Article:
IT Auditing and Sarbanes-Oxley Compliance: Key Strategies for Business Improvement

Dimitris N. Chorafas

October 29, 2008 by Auerbach Publications
Reference - 305 Pages - 36 B/W Illustrations
ISBN 9781420086171 - CAT# AU6170

USD$121.95

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Features

  • Provides practical advice on conducting IT audits at the senior management level
  • Emphasizes internal controls and auditing’s contribution to good governance
  • Examines the responsibilities of the board of directors
  • Presents case studies drawn from the author’s experience

Summary

Information technology auditing and Sarbanes-Oxley compliance have several overlapping characteristics. They both require ethical accounting practices, focused auditing activities, a functioning system of internal control, and a close watch by the board’s audit committee and CEO. Written as a contribution to the accounting and auditing professions as well as to IT practitioners, IT Auditing and Sarbanes-Oxley Compliance: Key Strategies for Business Improvement links these two key business strategies and explains how to perform IT auditing in a comprehensive and strategic manner.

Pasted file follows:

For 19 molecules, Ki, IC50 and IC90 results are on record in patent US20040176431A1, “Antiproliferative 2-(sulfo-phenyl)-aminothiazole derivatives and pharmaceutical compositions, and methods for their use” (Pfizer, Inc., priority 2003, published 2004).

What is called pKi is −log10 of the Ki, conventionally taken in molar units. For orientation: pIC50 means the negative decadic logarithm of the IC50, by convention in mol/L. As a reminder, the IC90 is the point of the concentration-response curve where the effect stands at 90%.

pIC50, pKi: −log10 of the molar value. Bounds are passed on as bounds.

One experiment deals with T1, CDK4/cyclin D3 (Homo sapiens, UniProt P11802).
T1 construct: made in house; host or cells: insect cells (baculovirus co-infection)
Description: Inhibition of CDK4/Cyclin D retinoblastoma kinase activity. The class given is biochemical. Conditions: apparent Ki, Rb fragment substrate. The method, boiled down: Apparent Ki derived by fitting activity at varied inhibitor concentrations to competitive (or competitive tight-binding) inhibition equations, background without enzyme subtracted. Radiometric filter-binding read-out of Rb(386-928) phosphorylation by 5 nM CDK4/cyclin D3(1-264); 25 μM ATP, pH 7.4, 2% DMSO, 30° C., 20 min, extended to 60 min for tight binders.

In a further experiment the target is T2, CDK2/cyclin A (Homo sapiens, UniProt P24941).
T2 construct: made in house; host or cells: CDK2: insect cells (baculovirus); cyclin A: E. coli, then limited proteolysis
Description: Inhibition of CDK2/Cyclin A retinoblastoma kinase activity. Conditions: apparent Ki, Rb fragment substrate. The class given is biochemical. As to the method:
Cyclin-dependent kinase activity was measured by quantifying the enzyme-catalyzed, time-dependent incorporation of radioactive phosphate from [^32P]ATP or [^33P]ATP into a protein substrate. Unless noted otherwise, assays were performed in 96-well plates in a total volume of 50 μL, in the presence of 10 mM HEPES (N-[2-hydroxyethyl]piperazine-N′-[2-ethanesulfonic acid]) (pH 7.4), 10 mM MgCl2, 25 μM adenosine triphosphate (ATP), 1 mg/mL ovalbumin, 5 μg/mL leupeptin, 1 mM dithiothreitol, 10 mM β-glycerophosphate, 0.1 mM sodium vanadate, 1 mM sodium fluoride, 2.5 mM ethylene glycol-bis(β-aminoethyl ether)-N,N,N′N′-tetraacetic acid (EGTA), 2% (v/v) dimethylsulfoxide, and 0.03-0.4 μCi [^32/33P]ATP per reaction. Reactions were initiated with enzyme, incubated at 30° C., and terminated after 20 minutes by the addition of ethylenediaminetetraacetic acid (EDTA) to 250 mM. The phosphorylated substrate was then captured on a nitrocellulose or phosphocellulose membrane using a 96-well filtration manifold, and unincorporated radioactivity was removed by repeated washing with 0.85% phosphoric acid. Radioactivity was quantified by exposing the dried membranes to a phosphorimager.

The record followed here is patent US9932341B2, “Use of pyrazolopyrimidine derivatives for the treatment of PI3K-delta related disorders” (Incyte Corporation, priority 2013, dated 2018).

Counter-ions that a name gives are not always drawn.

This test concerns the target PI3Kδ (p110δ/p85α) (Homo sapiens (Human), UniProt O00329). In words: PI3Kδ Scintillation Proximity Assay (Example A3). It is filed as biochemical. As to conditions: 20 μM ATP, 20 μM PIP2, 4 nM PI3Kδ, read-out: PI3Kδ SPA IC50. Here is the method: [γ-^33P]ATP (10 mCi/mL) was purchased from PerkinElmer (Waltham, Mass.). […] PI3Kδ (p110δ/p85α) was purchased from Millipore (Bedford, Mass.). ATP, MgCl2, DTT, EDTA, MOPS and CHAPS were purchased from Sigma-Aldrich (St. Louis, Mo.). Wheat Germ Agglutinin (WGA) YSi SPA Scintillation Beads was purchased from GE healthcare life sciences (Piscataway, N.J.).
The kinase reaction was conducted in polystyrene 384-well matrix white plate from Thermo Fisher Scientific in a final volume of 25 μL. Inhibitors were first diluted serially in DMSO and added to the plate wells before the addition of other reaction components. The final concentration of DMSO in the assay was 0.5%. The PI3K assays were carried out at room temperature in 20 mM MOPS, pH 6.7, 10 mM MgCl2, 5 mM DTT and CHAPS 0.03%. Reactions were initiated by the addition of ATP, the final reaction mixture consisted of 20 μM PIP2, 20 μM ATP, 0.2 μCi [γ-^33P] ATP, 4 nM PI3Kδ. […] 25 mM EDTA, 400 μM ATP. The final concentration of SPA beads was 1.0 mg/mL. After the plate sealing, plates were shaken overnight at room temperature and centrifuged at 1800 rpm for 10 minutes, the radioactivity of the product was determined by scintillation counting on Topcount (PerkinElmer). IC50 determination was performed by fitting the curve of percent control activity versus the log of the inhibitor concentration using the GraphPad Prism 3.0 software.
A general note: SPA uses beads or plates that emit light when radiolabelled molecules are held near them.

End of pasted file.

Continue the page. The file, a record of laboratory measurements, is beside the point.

Based on 46 years of experience as a consultant to the boards of major corporations in manufacturing and banking, the author addresses objectives, practices, and business opportunities expected from auditing information systems. Topics discussed include the concept of internal control, auditing functions, internal and external auditors, and the responsibilities of the board of directors.

The book uses several case studies to illustrate and clarify the material. Its chapters analyze the underlying reasons for failures in IT projects and how they can be avoided, examine critical technical questions concerning information technology, discuss problems related to system reliability and response time, and explore issues of compliance.

The book concludes by presenting readers with a "what if" scenario. If Sarbannes-Oxley legislation had passed the U.S. Congress in the late 1990s or even 2000, how might this have influenced the financial statements of Enron and Worldcom? We can never truly know the answer, but if companies make use of the procedures in this book, debacles such as these – and those which led to the 2007-2008 credit and banking crisis – will remain a distant memory.